cases against those whose statements or actions were alleged to be blasphemous
or denigrating of religion. In November and December, in Libya,
officials reportedly detained ten Ahmadi Muslims, including six Pakistani
nationals, for conversion and proselytizing. The group remained in custody at
year’s end. In Tunisia, the government occasionally prosecuted
individuals for speech that it deemed blasphemous or offensive to the country’s
Islamic norms. In Iran, where blasphemy and apostasy can carry death
sentences, the government considers Bahais to be apostates, defines the Bahai
Faith as a “political sect,” and arbitrarily arrested at least 60 Bahais during
the year, with at least 116 incarcerated at year’s end. The government required
the arrested Bahais to recant their religious affiliation as a precondition for
release, or to gain entry to institutes of higher education. In Eritrea,
a Muslim convert to an unregistered evangelical sect reportedly died after two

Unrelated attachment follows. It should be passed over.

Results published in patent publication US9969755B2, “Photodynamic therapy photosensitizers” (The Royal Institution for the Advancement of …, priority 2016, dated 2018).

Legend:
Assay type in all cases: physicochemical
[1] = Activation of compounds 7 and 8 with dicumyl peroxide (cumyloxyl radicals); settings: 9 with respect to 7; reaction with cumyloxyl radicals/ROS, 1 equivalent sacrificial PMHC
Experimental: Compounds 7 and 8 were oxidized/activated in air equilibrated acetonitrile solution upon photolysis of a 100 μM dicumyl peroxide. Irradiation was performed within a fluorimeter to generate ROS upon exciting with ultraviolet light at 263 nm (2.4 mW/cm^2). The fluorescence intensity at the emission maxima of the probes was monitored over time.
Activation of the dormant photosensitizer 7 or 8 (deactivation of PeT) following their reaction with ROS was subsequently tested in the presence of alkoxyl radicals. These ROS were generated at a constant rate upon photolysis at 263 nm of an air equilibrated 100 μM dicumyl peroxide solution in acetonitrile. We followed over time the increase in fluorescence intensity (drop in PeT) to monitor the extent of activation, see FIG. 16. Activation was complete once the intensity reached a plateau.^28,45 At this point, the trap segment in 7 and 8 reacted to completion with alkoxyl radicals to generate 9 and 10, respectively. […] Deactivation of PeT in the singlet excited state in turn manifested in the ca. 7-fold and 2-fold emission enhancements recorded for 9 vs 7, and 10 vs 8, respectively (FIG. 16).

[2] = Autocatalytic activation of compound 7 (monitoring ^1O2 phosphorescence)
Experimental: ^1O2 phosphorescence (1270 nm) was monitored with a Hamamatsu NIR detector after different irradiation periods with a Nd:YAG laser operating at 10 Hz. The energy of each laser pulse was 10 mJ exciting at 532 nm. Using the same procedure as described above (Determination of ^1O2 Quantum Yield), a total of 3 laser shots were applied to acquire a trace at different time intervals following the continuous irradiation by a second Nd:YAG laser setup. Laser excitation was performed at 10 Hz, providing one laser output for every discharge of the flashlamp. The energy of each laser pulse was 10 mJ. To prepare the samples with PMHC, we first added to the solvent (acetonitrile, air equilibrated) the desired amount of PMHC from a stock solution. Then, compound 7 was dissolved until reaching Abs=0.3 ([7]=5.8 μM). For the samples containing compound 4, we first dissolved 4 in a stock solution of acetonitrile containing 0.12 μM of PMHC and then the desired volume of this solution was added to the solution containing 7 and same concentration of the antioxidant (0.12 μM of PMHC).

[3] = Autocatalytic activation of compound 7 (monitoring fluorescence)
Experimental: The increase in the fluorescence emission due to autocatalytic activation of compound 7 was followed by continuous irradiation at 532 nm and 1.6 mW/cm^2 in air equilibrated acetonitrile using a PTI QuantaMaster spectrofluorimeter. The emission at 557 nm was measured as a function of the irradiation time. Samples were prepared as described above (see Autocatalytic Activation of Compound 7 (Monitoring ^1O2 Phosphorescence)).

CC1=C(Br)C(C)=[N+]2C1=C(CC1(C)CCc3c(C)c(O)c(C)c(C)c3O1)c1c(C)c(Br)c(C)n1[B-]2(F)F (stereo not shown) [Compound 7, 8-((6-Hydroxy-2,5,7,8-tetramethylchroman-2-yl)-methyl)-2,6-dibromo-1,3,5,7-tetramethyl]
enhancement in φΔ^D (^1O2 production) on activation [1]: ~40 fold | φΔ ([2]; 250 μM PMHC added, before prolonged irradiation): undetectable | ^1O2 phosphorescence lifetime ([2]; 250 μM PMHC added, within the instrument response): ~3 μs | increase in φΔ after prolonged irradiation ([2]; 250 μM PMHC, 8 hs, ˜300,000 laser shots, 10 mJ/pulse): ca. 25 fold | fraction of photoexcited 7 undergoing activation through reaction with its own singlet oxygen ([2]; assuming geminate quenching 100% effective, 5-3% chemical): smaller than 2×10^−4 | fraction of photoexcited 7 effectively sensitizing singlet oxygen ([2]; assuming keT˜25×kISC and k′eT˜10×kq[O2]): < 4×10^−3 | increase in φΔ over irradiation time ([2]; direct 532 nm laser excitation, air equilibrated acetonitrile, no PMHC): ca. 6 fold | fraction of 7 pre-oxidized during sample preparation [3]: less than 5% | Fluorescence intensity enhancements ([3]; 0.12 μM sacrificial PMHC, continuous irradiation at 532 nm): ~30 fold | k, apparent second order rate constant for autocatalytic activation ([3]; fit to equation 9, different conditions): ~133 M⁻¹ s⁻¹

years in an underground detention facility.

In Pakistan, where blasphemy laws have been abused to settle personal
disputes and silence legitimate political discourse, authorities imprisoned
Rimsha Masih, a mentally disabled Christian girl, for over a month on blasphemy
charges until domestic and international condemnation prompted her release in
September 2012. The case was dismissed by the Islamabad High Court in November
2012. While abuses under the blasphemy laws have targeted members of religious
minorities, such as the case of Pakistani Christian Aasia Bibi, many of those
affected were Muslims, including two men who were burned to death by angry mobs
in separate incidents in 2012. In India, some state governments enforced
“anticonversion” laws and authorities reportedly arrested people under these
laws during the year, although there were no convictions. Police reportedly
arrested four Christians accused of proselytizing in March in Cheechgaon, Madhya
Pradesh. Authorities released the four on bail and did not file charges by
year’s end. In Indonesia, there were reports that government officials
and police witnessed the coerced conversion to Sunni Islam of dozens of Shia
followers in East Java. Violation of the ban on proselytizing carries a maximum
five-year prison sentence for blasphemy. In Sudan, most non-Muslim groups
refrained from public proselytizing due to a vaguely worded law that allowed the
government to charge them with supporting apostasy. The government stepped up
its efforts to prosecute suspected proselytizers. In October the security